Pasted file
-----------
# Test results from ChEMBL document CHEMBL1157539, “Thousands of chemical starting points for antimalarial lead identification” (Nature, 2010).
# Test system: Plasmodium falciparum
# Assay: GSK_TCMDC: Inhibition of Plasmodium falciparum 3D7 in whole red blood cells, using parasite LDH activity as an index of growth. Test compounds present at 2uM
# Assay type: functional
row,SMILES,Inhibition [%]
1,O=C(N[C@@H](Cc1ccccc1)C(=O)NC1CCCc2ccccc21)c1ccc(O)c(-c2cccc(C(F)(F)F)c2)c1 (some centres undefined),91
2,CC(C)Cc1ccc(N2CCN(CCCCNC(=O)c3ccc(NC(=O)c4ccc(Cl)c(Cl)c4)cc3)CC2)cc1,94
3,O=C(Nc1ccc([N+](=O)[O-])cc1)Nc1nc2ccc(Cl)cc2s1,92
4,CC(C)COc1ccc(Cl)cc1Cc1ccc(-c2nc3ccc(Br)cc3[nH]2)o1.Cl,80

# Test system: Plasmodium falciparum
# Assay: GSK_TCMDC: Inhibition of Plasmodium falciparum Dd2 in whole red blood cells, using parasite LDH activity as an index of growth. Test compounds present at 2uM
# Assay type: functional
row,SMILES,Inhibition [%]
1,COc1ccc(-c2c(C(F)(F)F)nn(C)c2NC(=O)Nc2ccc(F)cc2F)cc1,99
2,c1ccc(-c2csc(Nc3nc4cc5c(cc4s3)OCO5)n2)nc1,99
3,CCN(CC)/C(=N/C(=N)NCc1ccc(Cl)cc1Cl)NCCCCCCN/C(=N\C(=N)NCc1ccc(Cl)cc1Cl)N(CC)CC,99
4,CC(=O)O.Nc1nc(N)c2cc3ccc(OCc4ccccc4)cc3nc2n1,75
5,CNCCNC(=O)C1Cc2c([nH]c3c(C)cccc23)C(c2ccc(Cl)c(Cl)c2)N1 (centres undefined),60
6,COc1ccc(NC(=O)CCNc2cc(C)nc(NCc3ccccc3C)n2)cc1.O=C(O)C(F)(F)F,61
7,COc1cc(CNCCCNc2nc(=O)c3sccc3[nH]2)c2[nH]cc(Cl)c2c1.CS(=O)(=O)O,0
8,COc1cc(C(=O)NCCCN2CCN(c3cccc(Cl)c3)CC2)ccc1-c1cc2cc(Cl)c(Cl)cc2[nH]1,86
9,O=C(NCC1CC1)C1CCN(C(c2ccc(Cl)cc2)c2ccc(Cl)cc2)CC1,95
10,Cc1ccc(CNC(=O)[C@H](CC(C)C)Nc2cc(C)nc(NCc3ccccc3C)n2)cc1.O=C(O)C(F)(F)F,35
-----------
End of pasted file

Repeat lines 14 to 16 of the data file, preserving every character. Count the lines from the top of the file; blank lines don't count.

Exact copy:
1,COc1ccc(-c2c(C(F)(F)F)nn(C)c2NC(=O)Nc2ccc(F)cc2F)cc1,99
2,c1ccc(-c2csc(Nc3nc4cc5c(cc4s3)OCO5)n2)nc1,99
3,CCN(CC)/C(=N/C(=N)NCc1ccc(Cl)cc1Cl)NCCCCCCN/C(=N\C(=N)NCc1ccc(Cl)cc1Cl)N(CC)CC,99